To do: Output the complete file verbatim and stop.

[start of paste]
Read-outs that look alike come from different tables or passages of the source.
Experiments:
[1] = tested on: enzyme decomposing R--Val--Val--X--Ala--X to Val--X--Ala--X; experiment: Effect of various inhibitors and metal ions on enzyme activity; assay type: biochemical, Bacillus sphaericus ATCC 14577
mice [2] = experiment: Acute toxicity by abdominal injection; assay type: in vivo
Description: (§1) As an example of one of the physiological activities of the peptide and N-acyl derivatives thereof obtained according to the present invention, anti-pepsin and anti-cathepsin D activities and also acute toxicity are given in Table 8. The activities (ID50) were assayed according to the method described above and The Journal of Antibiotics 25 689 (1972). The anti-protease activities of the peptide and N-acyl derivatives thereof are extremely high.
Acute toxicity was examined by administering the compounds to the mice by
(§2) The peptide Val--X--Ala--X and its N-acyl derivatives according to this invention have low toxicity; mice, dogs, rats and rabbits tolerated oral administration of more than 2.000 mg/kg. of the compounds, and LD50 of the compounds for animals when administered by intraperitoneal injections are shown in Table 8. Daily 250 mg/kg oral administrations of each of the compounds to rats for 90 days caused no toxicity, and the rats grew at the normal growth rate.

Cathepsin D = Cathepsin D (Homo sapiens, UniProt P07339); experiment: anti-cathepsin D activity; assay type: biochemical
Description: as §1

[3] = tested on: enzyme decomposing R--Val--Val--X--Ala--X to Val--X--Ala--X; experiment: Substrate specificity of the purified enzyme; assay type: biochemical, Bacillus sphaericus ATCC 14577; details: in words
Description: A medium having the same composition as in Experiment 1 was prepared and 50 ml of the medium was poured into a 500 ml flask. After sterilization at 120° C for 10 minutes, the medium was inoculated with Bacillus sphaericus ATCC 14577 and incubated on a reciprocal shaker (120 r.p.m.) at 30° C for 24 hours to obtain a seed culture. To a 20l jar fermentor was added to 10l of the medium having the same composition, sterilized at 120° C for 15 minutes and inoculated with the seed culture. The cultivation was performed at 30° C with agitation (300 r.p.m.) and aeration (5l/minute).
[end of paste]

Read-outs that look alike come from different tables or passages of the source.
Experiments:
[1] = tested on: enzyme decomposing R--Val--Val--X--Ala--X to Val--X--Ala--X; experiment: Effect of various inhibitors and metal ions on enzyme activity; assay type: biochemical, Bacillus sphaericus ATCC 14577
mice [2] = experiment: Acute toxicity by abdominal injection; assay type: in vivo
Description: (§1) As an example of one of the physiological activities of the peptide and N-acyl derivatives thereof obtained according to the present invention, anti-pepsin and anti-cathepsin D activities and also acute toxicity are given in Table 8. The activities (ID50) were assayed according to the method described above and The Journal of Antibiotics 25 689 (1972). The anti-protease activities of the peptide and N-acyl derivatives thereof are extremely high.
Acute toxicity was examined by administering the compounds to the mice by
(§2) The peptide Val--X--Ala--X and its N-acyl derivatives according to this invention have low toxicity; mice, dogs, rats and rabbits tolerated oral administration of more than 2.000 mg/kg. of the compounds, and LD50 of the compounds for animals when administered by intraperitoneal injections are shown in Table 8. Daily 250 mg/kg oral administrations of each of the compounds to rats for 90 days caused no toxicity, and the rats grew at the normal growth rate.

Cathepsin D = Cathepsin D (Homo sapiens, UniProt P07339); experiment: anti-cathepsin D activity; assay type: biochemical
Description: as §1

[3] = tested on: enzyme decomposing R--Val--Val--X--Ala--X to Val--X--Ala--X; experiment: Substrate specificity of the purified enzyme; assay type: biochemical, Bacillus sphaericus ATCC 14577; details: in words
Description: A medium having the same composition as in Experiment 1 was prepared and 50 ml of the medium was poured into a 500 ml flask. After sterilization at 120° C for 10 minutes, the medium was inoculated with Bacillus sphaericus ATCC 14577 and incubated on a reciprocal shaker (120 r.p.m.) at 30° C for 24 hours to obtain a seed culture. To a 20l jar fermentor was added to 10l of the medium having the same composition, sterilized at 120° C for 15 minutes and inoculated with the seed culture. The cultivation was performed at 30° C with agitation (300 r.p.m.) and aeration (5l/minute).